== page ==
I A question I have about my L.A. textbook (2)

StoneTemplePython

Science Advisor
Gold Member
1,106
528
The other question I have is about deriving a polynomial to approximate a function. The example given is the function sin((pi * x^2)/ 2). The textbook says you can't integrate that (I don't remember that much calculus), so it shows finding a polynomial that approximates it and integrating that instead.

The text shows finding: f(0)=0, f(.25)=.098017, f(.5)=.382683, f(.75)=.77301, f(1)=1

Then it somehow uses linear algebra (matrices representing a system of equations or something?) to find the approximating polynomial p(x)=.098796x + .762356x^2 + 2.14429x^3 - 2.00544x^4

Could someone show how to do this?
your second question seems like an excellent introduction to Vandermonde Matrices. I wouldn't recommend solving this 5x5 matrix by hand. With some cleverness you can get it down to a 4x4 matrix but still a lot of work to do by hand. A good computer exercise. It would be worth learning to derive the determinant formula for Vandermonde Matrix though.

(You can see its effect in your first question but sketching the equation and solving it the 'regular way' seems preferable for intuition I think.)

The big idea is that a degree ##n## single variable polynomial (that isn't identically zero) is completely specified by ##n+1## distinct data points.
 

StoneTemplePython

Science Advisor
Gold Member
1,106
528
@gibberingmouther

it looks like mods bipartitioned your thread with my response specifically into this one. Happy to discuss here. If you want to do polynomial interpolation with standard linear algebra tools, you need to spend some time learning the Vandermonde Matrix. Most introductory texts will mention it (perhaps not by name) and suggest it is useful though not really tell you why.

It's quite flexible for an awful lot of proofs and 'real problems'.
 
Okay, I think I'm done for today. I'll probably post again tomorrow. I need to understand how my textbook treats "polynomial interpolation" as well as this new info about the "Vandermonde Matrix". Thanks for your time, I will be on this tomorrow.
 

StoneTemplePython

Science Advisor
Gold Member
1,106
528
sounds good. A sneak preview:

##
\mathbf{Ac} = \begin{bmatrix}
1 & a_1 & a_1^2 & a_1^3 & a_1^4\\
1 & a_2 & a_2^2 & a_2^3 & a_2^4\\
1 & a_3 & a_3^2 & a_3^3 & a_3^4\\
1 & a_4 & a_4^2 & a_4^3 & a_4^4\\
1 & a_5 & a_5^2 & a_5^3 & a_5^4
\end{bmatrix} \begin{bmatrix}
c_0\\
c_1\\
c_2\\
c_3\\
c_4\\
\end{bmatrix} = \mathbf y
##


##\mathbf A## is a Vandermonde matrix. It has a lot of special 'patterns' that can be exploited.
 
Last edited:

StoneTemplePython

Science Advisor
Gold Member
1,106
528
Can someone explain where the column of 1's comes from?

EDIT: Nevermind, I get it now.

These two sites explained it pretty well, though you need to look at both.

https://en.wikiversity.org/wiki/Numerical_Analysis/Vandermonde_example

https://ece.uwaterloo.ca/~dwharder/NumericalAnalysis/05Interpolation/vandermonde/
How are you coming on Vandermonde matrices ? I'd strongly suggest working through the Vandermonde Determinant. Happy to discuss here. For what it's worth it is the only closed form determinant formula that I know by heart. You should be able to see its direct effects in the denominantors of your polynomial interpolation problems.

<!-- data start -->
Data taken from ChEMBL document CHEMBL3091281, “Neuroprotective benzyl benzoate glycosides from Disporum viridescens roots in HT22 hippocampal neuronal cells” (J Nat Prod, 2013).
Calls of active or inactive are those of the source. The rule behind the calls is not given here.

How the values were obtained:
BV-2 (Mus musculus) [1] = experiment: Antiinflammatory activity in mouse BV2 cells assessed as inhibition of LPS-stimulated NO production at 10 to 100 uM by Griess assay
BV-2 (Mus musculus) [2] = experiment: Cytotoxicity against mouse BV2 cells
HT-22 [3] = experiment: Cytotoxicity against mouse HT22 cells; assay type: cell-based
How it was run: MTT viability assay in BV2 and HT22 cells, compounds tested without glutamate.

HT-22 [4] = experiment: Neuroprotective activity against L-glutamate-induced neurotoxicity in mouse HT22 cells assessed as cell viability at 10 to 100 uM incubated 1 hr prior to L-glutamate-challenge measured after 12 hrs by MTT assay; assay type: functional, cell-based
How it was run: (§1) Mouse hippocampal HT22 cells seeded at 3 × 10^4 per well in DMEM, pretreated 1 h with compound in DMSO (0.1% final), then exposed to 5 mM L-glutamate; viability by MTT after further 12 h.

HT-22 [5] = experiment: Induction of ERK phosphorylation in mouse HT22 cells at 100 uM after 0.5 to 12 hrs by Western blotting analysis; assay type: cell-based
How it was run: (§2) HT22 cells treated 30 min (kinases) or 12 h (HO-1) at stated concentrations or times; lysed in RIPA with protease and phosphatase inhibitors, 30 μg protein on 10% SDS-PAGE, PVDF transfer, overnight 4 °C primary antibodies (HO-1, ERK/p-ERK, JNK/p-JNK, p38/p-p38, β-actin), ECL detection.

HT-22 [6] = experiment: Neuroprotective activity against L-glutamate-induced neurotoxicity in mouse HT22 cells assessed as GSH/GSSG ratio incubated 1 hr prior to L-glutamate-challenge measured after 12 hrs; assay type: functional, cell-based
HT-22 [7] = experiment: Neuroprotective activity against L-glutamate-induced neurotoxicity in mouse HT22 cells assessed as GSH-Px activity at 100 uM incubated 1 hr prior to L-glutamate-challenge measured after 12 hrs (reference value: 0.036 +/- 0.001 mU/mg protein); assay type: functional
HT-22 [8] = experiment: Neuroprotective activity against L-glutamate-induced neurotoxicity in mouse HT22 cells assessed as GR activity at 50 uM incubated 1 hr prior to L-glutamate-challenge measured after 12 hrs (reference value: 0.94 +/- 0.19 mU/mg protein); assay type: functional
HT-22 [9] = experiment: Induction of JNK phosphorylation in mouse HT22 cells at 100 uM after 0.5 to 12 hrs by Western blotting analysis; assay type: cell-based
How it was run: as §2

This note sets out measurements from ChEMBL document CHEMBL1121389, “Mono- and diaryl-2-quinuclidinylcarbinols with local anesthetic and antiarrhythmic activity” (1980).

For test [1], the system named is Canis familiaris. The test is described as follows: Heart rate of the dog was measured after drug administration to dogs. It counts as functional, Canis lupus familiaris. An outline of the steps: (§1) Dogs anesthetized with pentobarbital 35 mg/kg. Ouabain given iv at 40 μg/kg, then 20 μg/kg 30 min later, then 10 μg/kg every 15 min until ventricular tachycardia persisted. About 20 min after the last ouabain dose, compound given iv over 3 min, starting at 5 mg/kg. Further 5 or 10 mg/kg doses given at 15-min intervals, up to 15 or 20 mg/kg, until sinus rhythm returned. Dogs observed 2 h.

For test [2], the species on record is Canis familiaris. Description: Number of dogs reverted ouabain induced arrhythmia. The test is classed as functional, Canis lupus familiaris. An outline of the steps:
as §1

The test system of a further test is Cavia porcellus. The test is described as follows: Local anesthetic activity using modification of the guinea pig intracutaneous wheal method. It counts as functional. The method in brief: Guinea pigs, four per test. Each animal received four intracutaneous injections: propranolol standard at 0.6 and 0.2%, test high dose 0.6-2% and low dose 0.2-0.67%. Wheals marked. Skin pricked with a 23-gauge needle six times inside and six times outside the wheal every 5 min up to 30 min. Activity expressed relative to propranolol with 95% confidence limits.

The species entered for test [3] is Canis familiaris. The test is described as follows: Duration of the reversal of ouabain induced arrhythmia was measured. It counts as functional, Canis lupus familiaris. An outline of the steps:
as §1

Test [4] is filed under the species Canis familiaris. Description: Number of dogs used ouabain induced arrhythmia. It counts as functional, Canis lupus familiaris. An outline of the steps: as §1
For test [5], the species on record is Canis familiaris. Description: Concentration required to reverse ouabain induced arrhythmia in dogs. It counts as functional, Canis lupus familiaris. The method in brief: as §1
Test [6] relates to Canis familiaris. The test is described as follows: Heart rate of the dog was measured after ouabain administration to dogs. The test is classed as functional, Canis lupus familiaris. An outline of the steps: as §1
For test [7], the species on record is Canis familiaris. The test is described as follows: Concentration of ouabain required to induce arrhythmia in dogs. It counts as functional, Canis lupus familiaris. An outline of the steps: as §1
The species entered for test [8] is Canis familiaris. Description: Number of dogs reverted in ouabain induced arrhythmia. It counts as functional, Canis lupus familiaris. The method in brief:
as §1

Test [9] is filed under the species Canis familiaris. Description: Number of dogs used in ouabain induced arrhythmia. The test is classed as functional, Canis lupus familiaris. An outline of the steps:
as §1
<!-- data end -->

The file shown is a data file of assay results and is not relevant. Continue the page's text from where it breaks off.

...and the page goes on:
- - - -
You may be surprised to learn that I had in mind Vandermonde matrices to solve this recent project euler problem posting

https://www.physicsforums.com/threads/coin-sum-problem.948292/

there is some very nice intermixing between matrices and computer science, if you know where to look...
 
How are you coming on Vandermonde matrices ? I'd strongly suggest working through the Vandermonde Determinant. Happy to discuss here. For what it's worth it is the only closed form determinant formula that I know by heart. You should be able to see its direct effects in the denominantors of your polynomial interpolation problems.

- - - -
You may be surprised to learn that I had in mind Vandermonde matrices to solve this recent project euler problem posting

https://www.physicsforums.com/threads/coin-sum-problem.948292/

there is some very nice intermixing between matrices and computer science, if you know where to look...
Thanks for the link, that looks like an interesting problem! I now feel like I understand how to use the Vandermonde matrix set up to approximate a given equation, as was done in my linear textbook. The two links I posted helped me put the pieces together.
 

Want to reply to this thread?

"A question I have about my L.A. textbook (2)" You must log in or register to reply here.

Related Threads for: A question I have about my L.A. textbook (2)

Replies
6
Views
465
Replies
2
Views
2K
  • Posted
Replies
5
Views
3K
Replies
3
Views
605
  • Posted
Replies
7
Views
13K
Replies
48
Views
16K
Replies
25
Views
11K
  • Posted
Replies
5
Views
6K

Physics Forums Values

We Value Quality
• Topics based on mainstream science
• Proper English grammar and spelling
We Value Civility
• Positive and compassionate attitudes
• Patience while debating
We Value Productivity
• Disciplined to remain on-topic
• Recognition of own weaknesses
• Solo and co-op problem solving
Top